The Business Case for In-house Social Networks

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End of the day, however, and the verdict for 2008 is shaping up as: Give networks a try, if only to bridge a looming generational divide.

Case in point: Bill Hayduk, CEO of RTTS, a software quality assurance and test company based in New York, says that while he personally doesn’t get what the buzz is about yet, he nonetheless recently greenlighted building an internal network.

“I’ve got a bunch of young IT people whom I want to keep comfortable working in the way they want to,” says Hayduk, who adds that he believes an online network will help pull together workers at various RTTS sites such as Phoenix and Philadelphia.

You must stay relevant

Time waste by employees of course is a concern, admits Hayduk, but he says his employees already have been using social networking sites, so why not try to steer them to an in-house vehicle. Besides, he adds, “if you want to stay relevant you have to play by their rules and, right now, these kinds of sites are so popular.”

Robert Stanley, senior test engineer at RTTS and the lead for the build-out of the social network, admits that the company initially stuck a toe in these waters by launching a wiki, “but it was under-utilized. There was no reason to go there.” Less than five percent of the workforce ever contributed content.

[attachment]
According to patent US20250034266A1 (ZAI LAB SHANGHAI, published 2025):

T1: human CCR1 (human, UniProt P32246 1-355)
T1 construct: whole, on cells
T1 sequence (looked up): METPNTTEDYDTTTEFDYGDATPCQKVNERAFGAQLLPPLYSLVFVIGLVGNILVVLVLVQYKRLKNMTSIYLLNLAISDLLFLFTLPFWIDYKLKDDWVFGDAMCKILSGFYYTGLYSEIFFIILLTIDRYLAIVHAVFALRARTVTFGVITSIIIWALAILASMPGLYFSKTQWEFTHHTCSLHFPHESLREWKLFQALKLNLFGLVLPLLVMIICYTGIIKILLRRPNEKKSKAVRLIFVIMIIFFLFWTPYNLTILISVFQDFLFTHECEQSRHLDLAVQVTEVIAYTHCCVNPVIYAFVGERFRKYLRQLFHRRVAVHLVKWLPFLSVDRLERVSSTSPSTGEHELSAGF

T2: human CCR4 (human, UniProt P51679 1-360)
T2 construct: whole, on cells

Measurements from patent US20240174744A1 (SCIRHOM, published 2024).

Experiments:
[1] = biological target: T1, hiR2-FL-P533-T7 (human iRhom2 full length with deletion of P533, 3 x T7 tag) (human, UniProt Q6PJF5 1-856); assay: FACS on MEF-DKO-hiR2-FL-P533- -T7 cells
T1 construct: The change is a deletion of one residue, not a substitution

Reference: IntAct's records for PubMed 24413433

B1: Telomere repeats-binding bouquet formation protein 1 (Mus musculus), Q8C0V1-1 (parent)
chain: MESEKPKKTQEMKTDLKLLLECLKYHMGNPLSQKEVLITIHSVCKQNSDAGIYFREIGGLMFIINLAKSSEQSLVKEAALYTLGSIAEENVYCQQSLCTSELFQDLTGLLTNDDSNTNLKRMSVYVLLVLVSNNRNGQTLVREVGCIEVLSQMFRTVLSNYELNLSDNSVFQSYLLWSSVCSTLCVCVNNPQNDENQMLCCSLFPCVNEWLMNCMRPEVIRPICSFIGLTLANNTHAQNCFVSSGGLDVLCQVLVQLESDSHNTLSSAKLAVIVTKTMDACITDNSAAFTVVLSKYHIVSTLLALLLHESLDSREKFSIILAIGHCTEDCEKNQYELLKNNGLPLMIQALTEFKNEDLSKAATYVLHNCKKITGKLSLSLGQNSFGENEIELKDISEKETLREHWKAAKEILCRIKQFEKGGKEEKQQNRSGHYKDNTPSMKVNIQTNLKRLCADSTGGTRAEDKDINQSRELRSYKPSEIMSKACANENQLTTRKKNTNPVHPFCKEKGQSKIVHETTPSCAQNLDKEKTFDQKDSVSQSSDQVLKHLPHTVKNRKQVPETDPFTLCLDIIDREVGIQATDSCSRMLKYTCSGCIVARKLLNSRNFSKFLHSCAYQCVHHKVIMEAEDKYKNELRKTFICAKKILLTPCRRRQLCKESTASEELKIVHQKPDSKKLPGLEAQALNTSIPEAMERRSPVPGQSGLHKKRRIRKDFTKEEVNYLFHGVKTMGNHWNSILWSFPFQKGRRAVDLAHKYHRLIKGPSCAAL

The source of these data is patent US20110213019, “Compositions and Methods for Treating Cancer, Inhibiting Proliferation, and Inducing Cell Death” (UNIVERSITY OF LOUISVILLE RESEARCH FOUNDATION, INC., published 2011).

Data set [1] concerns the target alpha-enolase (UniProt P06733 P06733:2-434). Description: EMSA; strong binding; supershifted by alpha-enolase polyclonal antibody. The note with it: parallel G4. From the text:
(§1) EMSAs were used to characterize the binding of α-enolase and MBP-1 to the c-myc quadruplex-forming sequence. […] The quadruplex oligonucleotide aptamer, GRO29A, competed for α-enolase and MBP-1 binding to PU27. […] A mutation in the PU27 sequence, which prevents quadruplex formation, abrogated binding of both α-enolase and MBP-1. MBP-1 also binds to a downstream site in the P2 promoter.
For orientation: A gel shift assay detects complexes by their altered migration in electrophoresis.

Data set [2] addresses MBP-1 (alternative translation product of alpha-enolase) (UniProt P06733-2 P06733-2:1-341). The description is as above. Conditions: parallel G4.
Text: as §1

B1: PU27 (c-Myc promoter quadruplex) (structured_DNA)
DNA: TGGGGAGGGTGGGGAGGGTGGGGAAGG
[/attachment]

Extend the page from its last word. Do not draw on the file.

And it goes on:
That is why RTTS now is launching a more robust, multi-dimensional site. “We want employees interacting with the site as much as possible,” says Stanley. More ways for more people to get and stay involved is emerging as a key strategy for making internal networks relevant and, so far, say the experts, putting up lots of content (from company news to in-house craigslist-style swap classifieds) is the solution du jour.

This still leaves the open question: Will a business value be evident? The answer for right now: nobody really knows, but the smart money is betting that some kind of trial needs to happen, now, if only to show under-30 employees that their employer gets it. Sort of.